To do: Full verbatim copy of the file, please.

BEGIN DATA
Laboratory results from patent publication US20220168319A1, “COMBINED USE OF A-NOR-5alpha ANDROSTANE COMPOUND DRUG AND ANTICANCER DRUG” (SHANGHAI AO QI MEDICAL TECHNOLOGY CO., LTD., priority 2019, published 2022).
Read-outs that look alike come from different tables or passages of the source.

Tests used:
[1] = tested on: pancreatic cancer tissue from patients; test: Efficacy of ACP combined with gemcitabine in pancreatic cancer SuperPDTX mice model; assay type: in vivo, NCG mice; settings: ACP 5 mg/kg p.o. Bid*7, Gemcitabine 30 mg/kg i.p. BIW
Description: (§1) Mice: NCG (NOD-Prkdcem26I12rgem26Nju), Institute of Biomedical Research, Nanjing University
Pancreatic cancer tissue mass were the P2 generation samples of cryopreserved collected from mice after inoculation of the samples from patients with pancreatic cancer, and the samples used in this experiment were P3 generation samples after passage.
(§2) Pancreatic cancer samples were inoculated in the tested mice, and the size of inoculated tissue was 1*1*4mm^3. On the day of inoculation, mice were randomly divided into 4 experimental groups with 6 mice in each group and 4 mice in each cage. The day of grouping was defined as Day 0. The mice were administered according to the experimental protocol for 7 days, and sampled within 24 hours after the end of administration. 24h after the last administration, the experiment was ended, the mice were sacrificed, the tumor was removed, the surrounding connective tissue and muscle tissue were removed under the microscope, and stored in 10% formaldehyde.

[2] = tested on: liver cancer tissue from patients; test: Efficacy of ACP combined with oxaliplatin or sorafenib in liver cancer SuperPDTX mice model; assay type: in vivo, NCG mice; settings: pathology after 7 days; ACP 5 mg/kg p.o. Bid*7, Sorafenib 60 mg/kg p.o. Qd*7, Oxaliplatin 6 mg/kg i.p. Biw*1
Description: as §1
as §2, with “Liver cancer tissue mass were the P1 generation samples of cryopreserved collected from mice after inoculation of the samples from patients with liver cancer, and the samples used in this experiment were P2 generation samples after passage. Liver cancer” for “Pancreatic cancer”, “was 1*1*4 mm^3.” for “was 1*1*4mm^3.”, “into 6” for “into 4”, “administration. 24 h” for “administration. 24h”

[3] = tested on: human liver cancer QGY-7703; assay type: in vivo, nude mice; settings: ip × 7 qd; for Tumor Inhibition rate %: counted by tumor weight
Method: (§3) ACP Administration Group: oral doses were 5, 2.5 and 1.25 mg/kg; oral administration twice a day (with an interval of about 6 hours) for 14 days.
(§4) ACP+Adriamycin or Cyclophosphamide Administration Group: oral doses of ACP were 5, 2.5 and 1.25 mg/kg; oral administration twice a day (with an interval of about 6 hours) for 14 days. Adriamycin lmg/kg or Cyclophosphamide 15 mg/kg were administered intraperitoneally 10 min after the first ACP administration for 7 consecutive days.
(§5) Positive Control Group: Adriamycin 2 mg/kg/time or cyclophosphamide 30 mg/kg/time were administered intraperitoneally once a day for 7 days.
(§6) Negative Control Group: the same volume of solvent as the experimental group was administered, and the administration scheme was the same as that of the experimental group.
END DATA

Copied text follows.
Laboratory results from patent publication US20220168319A1, “COMBINED USE OF A-NOR-5alpha ANDROSTANE COMPOUND DRUG AND ANTICANCER DRUG” (SHANGHAI AO QI MEDICAL TECHNOLOGY CO., LTD., priority 2019, published 2022).
Read-outs that look alike come from different tables or passages of the source.

Tests used:
[1] = tested on: pancreatic cancer tissue from patients; test: Efficacy of ACP combined with gemcitabine in pancreatic cancer SuperPDTX mice model; assay type: in vivo, NCG mice; settings: ACP 5 mg/kg p.o. Bid*7, Gemcitabine 30 mg/kg i.p. BIW
Description: (§1) Mice: NCG (NOD-Prkdcem26I12rgem26Nju), Institute of Biomedical Research, Nanjing University
Pancreatic cancer tissue mass were the P2 generation samples of cryopreserved collected from mice after inoculation of the samples from patients with pancreatic cancer, and the samples used in this experiment were P3 generation samples after passage.
(§2) Pancreatic cancer samples were inoculated in the tested mice, and the size of inoculated tissue was 1*1*4mm^3. On the day of inoculation, mice were randomly divided into 4 experimental groups with 6 mice in each group and 4 mice in each cage. The day of grouping was defined as Day 0. The mice were administered according to the experimental protocol for 7 days, and sampled within 24 hours after the end of administration. 24h after the last administration, the experiment was ended, the mice were sacrificed, the tumor was removed, the surrounding connective tissue and muscle tissue were removed under the microscope, and stored in 10% formaldehyde.

[2] = tested on: liver cancer tissue from patients; test: Efficacy of ACP combined with oxaliplatin or sorafenib in liver cancer SuperPDTX mice model; assay type: in vivo, NCG mice; settings: pathology after 7 days; ACP 5 mg/kg p.o. Bid*7, Sorafenib 60 mg/kg p.o. Qd*7, Oxaliplatin 6 mg/kg i.p. Biw*1
Description: as §1
as §2, with “Liver cancer tissue mass were the P1 generation samples of cryopreserved collected from mice after inoculation of the samples from patients with liver cancer, and the samples used in this experiment were P2 generation samples after passage. Liver cancer” for “Pancreatic cancer”, “was 1*1*4 mm^3.” for “was 1*1*4mm^3.”, “into 6” for “into 4”, “administration. 24 h” for “administration. 24h”

[3] = tested on: human liver cancer QGY-7703; assay type: in vivo, nude mice; settings: ip × 7 qd; for Tumor Inhibition rate %: counted by tumor weight
Method: (§3) ACP Administration Group: oral doses were 5, 2.5 and 1.25 mg/kg; oral administration twice a day (with an interval of about 6 hours) for 14 days.
(§4) ACP+Adriamycin or Cyclophosphamide Administration Group: oral doses of ACP were 5, 2.5 and 1.25 mg/kg; oral administration twice a day (with an interval of about 6 hours) for 14 days. Adriamycin lmg/kg or Cyclophosphamide 15 mg/kg were administered intraperitoneally 10 min after the first ACP administration for 7 consecutive days.
(§5) Positive Control Group: Adriamycin 2 mg/kg/time or cyclophosphamide 30 mg/kg/time were administered intraperitoneally once a day for 7 days.
(§6) Negative Control Group: the same volume of solvent as the experimental group was administered, and the administration scheme was the same as that of the experimental group.